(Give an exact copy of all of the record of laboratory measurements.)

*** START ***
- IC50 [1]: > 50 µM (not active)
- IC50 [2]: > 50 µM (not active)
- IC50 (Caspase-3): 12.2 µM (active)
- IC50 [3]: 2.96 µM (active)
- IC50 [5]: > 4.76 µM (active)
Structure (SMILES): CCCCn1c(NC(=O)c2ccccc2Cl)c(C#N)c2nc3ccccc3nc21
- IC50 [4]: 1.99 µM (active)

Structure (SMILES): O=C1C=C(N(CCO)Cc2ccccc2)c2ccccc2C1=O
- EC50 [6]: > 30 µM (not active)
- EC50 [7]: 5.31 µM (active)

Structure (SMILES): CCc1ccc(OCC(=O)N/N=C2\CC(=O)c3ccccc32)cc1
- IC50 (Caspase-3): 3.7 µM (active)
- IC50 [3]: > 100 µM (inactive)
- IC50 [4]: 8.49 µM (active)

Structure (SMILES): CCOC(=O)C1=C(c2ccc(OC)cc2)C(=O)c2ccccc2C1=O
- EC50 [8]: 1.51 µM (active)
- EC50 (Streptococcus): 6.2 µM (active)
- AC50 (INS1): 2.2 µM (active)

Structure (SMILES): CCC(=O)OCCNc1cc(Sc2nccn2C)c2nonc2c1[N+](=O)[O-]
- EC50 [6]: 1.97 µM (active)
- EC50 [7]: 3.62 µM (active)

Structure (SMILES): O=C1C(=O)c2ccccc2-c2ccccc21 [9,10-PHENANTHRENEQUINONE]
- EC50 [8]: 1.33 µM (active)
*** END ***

- IC50 [1]: > 50 µM (not active)
- IC50 [2]: > 50 µM (not active)
- IC50 (Caspase-3): 12.2 µM (active)
- IC50 [3]: 2.96 µM (active)
- IC50 [5]: > 4.76 µM (active)
Structure (SMILES): CCCCn1c(NC(=O)c2ccccc2Cl)c(C#N)c2nc3ccccc3nc21
- IC50 [4]: 1.99 µM (active)

Structure (SMILES): O=C1C=C(N(CCO)Cc2ccccc2)c2ccccc2C1=O
- EC50 [6]: > 30 µM (not active)
- EC50 [7]: 5.31 µM (active)

Structure (SMILES): CCc1ccc(OCC(=O)N/N=C2\CC(=O)c3ccccc32)cc1
- IC50 (Caspase-3): 3.7 µM (active)
- IC50 [3]: > 100 µM (inactive)
- IC50 [4]: 8.49 µM (active)

Structure (SMILES): CCOC(=O)C1=C(c2ccc(OC)cc2)C(=O)c2ccccc2C1=O
- EC50 [8]: 1.51 µM (active)
- EC50 (Streptococcus): 6.2 µM (active)
- AC50 (INS1): 2.2 µM (active)

Structure (SMILES): CCC(=O)OCCNc1cc(Sc2nccn2C)c2nonc2c1[N+](=O)[O-]
- EC50 [6]: 1.97 µM (active)
- EC50 [7]: 3.62 µM (active)

Structure (SMILES): O=C1C(=O)c2ccccc2-c2ccccc21 [9,10-PHENANTHRENEQUINONE]
- EC50 [8]: 1.33 µM (active)